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Floods Kill at Least 57 People in China

Massive flooding across a broad stretch of southern China has killed 57 people and forced more than one million others to flee their homes. Stephanie Ho reports from Beijing.

For China, spring and summer flooding has become a regular event. But Civil Affairs Ministry official Li Baojun says this year is different.

Li says there are floods every year, but that in some areas, this has been the highest rainfall in history. He especially points to southern Guangdong province, which has seen 250 to 500 millimeters of rain since the
second half of May.

Chinese media say at least 20 people in Guangdong have died from the flooding so far. Guangdong also was at the center of major snowstorms that struck earlier this year, cutting off transportation and power for days.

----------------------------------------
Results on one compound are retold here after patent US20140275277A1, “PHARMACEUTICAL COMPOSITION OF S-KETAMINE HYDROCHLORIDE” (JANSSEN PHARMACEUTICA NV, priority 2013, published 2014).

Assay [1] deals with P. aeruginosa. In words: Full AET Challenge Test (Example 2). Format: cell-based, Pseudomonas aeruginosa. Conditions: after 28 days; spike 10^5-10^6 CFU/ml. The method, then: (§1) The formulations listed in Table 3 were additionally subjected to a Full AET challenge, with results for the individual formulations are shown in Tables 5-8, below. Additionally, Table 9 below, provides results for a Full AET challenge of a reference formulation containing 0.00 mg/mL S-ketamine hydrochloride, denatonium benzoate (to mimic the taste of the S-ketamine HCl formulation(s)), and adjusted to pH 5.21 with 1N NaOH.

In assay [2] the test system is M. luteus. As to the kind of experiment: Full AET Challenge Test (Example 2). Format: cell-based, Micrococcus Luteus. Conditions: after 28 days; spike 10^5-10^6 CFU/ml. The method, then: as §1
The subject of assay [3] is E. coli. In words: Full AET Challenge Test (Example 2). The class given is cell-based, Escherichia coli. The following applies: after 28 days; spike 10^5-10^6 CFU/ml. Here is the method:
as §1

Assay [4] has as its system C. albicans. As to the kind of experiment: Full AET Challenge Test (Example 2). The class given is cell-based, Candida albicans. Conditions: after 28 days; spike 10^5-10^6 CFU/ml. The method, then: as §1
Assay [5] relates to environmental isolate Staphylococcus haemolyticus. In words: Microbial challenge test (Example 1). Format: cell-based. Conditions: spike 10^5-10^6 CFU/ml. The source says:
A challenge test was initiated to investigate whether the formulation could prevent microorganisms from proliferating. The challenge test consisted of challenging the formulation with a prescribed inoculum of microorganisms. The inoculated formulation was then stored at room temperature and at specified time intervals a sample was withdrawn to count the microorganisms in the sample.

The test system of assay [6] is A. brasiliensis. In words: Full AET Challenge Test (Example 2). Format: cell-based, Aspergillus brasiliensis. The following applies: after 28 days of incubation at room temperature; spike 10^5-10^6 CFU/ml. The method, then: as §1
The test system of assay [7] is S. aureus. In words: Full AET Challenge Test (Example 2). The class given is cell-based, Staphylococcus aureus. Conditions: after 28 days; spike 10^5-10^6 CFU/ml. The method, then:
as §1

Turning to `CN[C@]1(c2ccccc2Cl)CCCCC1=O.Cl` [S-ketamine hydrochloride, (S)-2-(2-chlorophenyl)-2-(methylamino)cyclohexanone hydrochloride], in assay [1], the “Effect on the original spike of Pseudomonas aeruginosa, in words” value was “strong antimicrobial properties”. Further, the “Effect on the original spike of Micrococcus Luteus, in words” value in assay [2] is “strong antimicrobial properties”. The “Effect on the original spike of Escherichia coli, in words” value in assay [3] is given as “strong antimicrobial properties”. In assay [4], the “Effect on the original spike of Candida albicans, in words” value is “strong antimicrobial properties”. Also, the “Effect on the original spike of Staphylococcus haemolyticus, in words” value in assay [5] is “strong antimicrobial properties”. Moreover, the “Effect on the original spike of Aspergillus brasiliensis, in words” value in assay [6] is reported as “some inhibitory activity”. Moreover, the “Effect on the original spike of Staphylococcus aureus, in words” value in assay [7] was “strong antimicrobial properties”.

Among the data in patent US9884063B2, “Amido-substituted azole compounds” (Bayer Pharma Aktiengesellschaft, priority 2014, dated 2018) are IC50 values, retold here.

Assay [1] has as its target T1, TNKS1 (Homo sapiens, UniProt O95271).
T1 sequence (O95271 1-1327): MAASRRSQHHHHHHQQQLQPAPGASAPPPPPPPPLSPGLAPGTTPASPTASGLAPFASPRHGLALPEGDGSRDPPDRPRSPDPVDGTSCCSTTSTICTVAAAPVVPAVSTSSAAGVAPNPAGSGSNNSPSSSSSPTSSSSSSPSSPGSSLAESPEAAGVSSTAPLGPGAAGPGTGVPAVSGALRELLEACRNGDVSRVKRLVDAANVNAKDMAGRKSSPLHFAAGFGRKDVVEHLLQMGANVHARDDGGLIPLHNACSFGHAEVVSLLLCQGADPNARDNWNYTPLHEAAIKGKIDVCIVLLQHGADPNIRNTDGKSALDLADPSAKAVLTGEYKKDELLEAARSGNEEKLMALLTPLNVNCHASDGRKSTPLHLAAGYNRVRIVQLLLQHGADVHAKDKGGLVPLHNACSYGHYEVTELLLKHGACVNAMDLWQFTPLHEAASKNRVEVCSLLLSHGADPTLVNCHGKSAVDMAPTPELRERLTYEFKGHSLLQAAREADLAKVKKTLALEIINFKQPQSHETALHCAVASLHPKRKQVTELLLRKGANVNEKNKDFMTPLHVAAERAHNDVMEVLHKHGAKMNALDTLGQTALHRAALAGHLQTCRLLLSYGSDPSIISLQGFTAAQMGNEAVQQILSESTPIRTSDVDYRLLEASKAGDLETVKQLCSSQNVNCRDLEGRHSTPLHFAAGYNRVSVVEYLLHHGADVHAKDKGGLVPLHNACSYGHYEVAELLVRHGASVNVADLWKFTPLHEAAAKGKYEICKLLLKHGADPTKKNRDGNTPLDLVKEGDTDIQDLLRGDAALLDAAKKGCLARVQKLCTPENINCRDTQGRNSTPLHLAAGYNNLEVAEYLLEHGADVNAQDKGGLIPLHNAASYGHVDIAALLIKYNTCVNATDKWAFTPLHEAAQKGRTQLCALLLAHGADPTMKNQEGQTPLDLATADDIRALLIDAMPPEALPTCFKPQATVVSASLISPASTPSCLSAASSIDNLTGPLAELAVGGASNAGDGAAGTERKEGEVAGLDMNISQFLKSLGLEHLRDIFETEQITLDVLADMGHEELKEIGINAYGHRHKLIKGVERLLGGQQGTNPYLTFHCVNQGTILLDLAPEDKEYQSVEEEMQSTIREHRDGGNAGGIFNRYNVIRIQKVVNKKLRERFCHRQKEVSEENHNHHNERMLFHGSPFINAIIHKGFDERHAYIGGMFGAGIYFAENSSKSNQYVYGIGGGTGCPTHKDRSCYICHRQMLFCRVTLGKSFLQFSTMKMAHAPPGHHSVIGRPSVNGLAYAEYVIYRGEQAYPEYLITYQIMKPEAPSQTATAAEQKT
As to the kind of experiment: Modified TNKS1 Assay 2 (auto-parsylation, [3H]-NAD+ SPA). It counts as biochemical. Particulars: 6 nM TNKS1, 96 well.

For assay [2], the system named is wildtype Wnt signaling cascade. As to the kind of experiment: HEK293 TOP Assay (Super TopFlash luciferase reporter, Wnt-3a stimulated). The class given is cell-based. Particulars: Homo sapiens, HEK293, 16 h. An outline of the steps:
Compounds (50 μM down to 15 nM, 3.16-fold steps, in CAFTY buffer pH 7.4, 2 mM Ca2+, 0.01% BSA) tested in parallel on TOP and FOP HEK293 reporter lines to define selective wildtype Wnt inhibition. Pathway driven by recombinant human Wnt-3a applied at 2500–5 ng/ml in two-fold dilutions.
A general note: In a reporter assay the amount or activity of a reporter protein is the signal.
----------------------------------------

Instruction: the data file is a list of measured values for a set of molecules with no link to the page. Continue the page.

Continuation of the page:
More than one million people across southern China have fled from flooding. Meanwhile, floodwaters have already damaged crops on more than 860,000 hectares of farmland.

Chinese weather forecasters predict more heavy rain in Sichuan, Guizhou and Yunnan provinces for the near future. This, in turn, will push river water to dangerously high levels and continue threatening places downstream.

The affected areas include parts of Sichuan province, where residents are still recovering from a powerful earthquake that struck in May.

Civil Affairs Ministry official Li says there also is a forecast of flooding along the Yellow River, which runs through northern China.

Li says he is not sure if the prediction will be realized because the Yellow River has not flooded in many years. But he says it is too early to tell because the heavy rains are not expected in that area until late July.

Meanwhile, 2008 has not been a good year for China and natural disasters. Disaster relief was spotlighted at the Shanghai International Film Festival, which opened on July 14.

Actress Gigi Liang says she is doing her part.

Liang says she chose to wear yellow to show her grief for nearly 70,000 victims of the Sichuan earthquake.